What do you know about paternity leave in the U.S.?

| Jun 8, 2020 | Family And Medical Leave Act |

You have a child on the way, but rather than carrying and giving birth to the baby, you have the pleasure of being a new dad. You want to take off time from work to bond with your son or daughter but are not clear on how paternity leave works. Or maybe your employer resists in giving you as much time off as you would like.

In either instance, What to Expect breaks down how paternity leave works in the U.S. Understand your rights regarding your employment during the first several months of fatherhood.


If your employer does not specifically offer paternity leave, you can fall back on the Family and Medical Leave Act. The federal legislation guarantees you 12 weeks of unpaid time off where you do not have to worry about losing your job. That said, FMLA only applies to companies with at least 50 employees who worked at least 25 hours a week for the past year. One factor that holds many fathers back from taking advantage of the act is they cannot afford to.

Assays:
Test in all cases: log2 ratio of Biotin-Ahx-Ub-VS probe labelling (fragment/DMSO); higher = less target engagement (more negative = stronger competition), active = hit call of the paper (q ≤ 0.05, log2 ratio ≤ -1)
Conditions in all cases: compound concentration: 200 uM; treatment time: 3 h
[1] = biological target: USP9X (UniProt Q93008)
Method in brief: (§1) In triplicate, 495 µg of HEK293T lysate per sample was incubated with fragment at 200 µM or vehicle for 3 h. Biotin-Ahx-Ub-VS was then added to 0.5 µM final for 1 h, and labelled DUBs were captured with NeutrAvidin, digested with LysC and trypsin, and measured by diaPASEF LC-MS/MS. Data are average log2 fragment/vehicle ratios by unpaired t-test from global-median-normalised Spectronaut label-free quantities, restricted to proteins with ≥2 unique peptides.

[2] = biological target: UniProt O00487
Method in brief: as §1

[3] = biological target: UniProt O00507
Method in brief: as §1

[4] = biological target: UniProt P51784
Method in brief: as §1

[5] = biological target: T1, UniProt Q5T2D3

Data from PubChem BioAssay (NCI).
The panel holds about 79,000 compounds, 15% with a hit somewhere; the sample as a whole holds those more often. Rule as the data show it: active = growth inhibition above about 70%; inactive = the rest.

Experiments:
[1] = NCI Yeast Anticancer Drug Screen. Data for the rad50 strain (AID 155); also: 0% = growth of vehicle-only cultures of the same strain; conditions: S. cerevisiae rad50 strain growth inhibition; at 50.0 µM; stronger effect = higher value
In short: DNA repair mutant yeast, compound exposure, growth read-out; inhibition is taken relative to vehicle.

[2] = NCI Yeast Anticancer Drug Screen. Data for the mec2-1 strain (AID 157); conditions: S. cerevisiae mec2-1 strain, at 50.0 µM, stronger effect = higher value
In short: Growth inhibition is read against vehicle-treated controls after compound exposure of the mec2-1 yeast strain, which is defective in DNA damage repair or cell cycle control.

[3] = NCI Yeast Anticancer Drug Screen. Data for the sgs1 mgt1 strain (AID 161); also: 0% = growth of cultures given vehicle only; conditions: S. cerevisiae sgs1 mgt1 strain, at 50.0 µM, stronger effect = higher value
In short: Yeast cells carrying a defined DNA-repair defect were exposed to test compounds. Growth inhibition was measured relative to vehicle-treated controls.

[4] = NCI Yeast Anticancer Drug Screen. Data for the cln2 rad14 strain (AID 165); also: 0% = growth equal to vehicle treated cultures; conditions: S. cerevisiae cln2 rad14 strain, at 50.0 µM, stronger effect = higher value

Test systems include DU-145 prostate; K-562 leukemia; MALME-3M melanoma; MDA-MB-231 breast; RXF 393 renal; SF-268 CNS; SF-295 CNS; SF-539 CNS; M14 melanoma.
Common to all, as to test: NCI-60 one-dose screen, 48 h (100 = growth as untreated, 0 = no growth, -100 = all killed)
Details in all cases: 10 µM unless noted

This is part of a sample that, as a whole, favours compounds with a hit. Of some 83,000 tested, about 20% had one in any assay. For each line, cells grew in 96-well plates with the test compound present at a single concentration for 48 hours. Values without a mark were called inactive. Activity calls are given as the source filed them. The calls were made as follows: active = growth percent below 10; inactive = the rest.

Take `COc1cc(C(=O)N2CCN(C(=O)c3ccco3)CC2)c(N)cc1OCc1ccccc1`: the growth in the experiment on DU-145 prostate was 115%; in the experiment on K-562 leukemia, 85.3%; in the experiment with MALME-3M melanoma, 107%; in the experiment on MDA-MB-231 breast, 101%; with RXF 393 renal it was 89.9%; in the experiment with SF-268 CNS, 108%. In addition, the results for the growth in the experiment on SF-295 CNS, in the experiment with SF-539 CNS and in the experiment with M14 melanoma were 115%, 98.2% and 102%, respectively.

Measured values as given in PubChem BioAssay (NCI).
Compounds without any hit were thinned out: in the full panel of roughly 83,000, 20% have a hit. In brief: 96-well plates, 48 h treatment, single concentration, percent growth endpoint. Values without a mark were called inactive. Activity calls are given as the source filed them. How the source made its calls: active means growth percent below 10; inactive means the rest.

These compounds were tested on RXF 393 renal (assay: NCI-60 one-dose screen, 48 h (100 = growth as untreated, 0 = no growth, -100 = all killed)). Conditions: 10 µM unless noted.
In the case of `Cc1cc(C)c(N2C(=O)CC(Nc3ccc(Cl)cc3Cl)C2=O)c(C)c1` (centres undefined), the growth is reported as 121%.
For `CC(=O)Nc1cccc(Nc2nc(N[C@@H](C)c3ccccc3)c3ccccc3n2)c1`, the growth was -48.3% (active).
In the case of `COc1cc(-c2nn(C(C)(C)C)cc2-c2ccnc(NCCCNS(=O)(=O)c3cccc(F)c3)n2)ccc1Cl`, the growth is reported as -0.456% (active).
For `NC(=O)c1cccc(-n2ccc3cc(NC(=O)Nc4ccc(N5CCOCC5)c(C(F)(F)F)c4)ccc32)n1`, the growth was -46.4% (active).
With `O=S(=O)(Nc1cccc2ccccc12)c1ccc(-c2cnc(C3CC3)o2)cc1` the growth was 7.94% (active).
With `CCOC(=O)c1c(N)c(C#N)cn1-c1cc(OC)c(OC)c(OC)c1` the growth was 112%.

Paid family leave

Your employer may offer paid family leave, common for roughly 13% of U.S. employees, but only about 5% for part-time employees. As of 2004, California provides new fathers with six weeks of paid family leave. As of 2018, you can receive roughly 60 to 70% of your weekly salary while on leave. Otherwise, you may have no choice but to use sick and vacation leave to spend time with your child.

Know what rights you have as a new father wanting to bond with his child. Do not feel as though you cannot spend as much time as you would like with your baby because of social stigmas.


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